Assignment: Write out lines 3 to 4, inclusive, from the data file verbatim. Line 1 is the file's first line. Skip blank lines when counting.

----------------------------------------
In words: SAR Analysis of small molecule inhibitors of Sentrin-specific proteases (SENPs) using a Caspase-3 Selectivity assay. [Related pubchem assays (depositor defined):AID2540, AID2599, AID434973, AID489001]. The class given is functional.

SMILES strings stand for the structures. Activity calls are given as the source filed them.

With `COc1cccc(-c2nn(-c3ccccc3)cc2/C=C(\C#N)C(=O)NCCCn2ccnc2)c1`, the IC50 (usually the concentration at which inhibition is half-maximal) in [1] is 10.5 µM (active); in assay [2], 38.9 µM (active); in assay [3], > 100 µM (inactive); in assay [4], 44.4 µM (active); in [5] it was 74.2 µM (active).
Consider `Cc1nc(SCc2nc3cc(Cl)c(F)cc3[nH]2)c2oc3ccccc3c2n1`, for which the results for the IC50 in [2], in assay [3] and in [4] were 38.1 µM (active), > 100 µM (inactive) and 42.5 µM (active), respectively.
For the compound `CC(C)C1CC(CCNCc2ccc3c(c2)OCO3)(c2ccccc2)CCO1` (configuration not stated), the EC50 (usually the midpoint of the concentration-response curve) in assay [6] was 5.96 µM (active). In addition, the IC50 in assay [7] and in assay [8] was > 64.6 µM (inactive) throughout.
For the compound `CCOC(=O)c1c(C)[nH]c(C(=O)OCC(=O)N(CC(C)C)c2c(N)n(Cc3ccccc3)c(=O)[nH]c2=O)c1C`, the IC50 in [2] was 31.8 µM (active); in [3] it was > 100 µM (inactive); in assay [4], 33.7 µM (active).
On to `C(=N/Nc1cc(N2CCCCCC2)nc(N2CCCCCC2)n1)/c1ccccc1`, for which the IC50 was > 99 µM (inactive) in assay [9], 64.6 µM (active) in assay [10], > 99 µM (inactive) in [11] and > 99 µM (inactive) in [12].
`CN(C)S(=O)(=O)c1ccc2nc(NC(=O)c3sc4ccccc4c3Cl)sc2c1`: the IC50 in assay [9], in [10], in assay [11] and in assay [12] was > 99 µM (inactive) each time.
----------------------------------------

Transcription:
With `COc1cccc(-c2nn(-c3ccccc3)cc2/C=C(\C#N)C(=O)NCCCn2ccnc2)c1`, the IC50 (usually the concentration at which inhibition is half-maximal) in [1] is 10.5 µM (active); in assay [2], 38.9 µM (active); in assay [3], > 100 µM (inactive); in assay [4], 44.4 µM (active); in [5] it was 74.2 µM (active).
Consider `Cc1nc(SCc2nc3cc(Cl)c(F)cc3[nH]2)c2oc3ccccc3c2n1`, for which the results for the IC50 in [2], in assay [3] and in [4] were 38.1 µM (active), > 100 µM (inactive) and 42.5 µM (active), respectively.